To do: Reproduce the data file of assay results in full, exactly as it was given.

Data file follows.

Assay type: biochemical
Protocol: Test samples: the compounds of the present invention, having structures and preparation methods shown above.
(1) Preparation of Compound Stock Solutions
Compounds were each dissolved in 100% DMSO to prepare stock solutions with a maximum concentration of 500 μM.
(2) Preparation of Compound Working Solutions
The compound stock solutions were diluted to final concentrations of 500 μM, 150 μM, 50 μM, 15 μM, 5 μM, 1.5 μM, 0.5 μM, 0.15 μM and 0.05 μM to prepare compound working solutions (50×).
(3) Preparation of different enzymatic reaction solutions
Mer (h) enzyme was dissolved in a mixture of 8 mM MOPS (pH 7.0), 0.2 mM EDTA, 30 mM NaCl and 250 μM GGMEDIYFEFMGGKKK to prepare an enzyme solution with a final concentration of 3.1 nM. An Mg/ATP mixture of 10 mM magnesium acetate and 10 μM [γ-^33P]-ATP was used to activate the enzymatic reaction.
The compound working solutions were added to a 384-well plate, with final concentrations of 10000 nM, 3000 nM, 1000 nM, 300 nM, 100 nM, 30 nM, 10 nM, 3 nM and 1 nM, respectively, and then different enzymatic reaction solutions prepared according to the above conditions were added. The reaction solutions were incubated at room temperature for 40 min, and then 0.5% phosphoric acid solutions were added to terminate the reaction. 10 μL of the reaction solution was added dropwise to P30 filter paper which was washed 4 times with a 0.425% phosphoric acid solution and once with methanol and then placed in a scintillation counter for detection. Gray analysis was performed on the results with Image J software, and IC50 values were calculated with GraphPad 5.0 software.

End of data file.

Assay type: biochemical
Protocol: Test samples: the compounds of the present invention, having structures and preparation methods shown above.
(1) Preparation of Compound Stock Solutions
Compounds were each dissolved in 100% DMSO to prepare stock solutions with a maximum concentration of 500 μM.
(2) Preparation of Compound Working Solutions
The compound stock solutions were diluted to final concentrations of 500 μM, 150 μM, 50 μM, 15 μM, 5 μM, 1.5 μM, 0.5 μM, 0.15 μM and 0.05 μM to prepare compound working solutions (50×).
(3) Preparation of different enzymatic reaction solutions
Mer (h) enzyme was dissolved in a mixture of 8 mM MOPS (pH 7.0), 0.2 mM EDTA, 30 mM NaCl and 250 μM GGMEDIYFEFMGGKKK to prepare an enzyme solution with a final concentration of 3.1 nM. An Mg/ATP mixture of 10 mM magnesium acetate and 10 μM [γ-^33P]-ATP was used to activate the enzymatic reaction.
The compound working solutions were added to a 384-well plate, with final concentrations of 10000 nM, 3000 nM, 1000 nM, 300 nM, 100 nM, 30 nM, 10 nM, 3 nM and 1 nM, respectively, and then different enzymatic reaction solutions prepared according to the above conditions were added. The reaction solutions were incubated at room temperature for 40 min, and then 0.5% phosphoric acid solutions were added to terminate the reaction. 10 μL of the reaction solution was added dropwise to P30 filter paper which was washed 4 times with a 0.425% phosphoric acid solution and once with methanol and then placed in a scintillation counter for detection. Gray analysis was performed on the results with Image J software, and IC50 values were calculated with GraphPad 5.0 software.